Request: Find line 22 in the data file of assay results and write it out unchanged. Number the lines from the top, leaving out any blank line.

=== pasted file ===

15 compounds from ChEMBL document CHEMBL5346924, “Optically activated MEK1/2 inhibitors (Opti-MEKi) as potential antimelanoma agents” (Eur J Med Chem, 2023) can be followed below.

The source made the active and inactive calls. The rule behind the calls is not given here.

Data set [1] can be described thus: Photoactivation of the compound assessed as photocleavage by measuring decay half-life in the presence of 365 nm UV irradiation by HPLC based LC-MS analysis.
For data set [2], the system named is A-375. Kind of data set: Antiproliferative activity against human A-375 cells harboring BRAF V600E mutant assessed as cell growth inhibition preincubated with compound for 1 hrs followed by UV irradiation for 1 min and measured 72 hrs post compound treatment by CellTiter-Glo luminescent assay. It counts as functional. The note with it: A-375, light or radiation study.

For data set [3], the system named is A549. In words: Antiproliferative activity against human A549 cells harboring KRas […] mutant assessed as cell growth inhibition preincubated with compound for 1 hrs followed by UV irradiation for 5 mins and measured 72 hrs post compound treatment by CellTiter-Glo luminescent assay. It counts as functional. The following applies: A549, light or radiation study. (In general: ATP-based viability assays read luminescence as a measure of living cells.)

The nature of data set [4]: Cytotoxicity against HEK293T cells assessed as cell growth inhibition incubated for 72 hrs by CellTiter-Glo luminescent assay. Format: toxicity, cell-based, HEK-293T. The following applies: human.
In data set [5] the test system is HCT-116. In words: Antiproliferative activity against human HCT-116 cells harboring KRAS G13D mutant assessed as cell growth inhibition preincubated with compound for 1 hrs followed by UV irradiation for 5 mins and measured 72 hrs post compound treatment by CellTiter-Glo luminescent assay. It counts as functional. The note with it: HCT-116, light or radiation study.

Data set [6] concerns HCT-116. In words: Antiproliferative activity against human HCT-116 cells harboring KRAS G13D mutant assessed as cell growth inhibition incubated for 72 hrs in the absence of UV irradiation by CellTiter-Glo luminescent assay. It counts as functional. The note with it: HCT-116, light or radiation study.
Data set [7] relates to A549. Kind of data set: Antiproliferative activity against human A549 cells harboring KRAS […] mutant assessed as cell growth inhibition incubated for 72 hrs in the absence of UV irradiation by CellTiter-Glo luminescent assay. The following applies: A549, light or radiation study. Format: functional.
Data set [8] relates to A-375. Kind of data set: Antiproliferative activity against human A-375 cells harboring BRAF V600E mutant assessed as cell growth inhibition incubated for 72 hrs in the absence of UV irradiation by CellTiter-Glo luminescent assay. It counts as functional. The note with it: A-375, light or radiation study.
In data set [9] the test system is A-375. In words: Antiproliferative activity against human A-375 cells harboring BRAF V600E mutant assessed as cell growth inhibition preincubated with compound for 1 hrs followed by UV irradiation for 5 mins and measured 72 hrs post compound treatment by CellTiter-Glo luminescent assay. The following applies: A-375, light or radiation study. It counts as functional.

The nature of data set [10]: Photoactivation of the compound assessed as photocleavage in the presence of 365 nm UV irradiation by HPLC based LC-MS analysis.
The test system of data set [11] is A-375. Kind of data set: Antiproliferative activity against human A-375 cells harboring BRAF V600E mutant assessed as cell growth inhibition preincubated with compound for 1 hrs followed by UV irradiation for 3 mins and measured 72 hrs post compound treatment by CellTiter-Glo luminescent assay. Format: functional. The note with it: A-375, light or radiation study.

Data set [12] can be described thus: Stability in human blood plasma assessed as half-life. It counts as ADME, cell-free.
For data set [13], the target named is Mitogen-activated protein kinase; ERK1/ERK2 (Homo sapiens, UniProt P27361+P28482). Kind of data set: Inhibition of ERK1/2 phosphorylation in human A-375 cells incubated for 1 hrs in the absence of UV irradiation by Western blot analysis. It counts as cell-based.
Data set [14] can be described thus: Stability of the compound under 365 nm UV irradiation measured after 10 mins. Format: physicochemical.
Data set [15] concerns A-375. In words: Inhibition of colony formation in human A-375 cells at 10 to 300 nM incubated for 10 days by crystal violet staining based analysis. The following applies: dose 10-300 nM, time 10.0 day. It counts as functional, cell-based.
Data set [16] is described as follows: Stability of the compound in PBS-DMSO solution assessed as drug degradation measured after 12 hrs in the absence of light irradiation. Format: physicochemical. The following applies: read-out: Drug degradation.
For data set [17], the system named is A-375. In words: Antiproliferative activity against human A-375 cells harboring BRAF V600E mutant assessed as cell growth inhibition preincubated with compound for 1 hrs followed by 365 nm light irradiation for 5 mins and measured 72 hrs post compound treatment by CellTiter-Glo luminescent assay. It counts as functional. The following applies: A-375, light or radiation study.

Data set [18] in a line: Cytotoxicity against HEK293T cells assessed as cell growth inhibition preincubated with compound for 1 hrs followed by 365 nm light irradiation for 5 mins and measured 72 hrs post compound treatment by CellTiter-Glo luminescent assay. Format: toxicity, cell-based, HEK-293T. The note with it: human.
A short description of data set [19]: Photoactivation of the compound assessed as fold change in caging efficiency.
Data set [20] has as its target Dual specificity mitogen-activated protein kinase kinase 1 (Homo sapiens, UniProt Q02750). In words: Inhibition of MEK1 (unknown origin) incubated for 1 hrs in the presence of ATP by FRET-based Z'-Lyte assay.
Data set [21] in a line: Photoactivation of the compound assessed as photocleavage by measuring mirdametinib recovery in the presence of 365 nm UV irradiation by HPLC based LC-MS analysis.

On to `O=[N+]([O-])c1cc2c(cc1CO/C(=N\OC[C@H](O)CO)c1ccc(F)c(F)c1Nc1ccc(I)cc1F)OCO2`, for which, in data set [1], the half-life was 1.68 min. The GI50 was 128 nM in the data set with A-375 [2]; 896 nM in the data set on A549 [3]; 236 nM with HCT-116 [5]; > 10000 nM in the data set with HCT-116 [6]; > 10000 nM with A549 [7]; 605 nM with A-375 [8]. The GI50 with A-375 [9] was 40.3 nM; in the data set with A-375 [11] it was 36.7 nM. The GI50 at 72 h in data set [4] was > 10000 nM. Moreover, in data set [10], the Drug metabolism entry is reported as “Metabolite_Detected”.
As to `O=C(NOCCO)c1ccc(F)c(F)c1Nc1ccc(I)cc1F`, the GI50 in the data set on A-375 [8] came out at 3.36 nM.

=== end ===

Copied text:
Data set [20] has as its target Dual specificity mitogen-activated protein kinase kinase 1 (Homo sapiens, UniProt Q02750). In words: Inhibition of MEK1 (unknown origin) incubated for 1 hrs in the presence of ATP by FRET-based Z'-Lyte assay.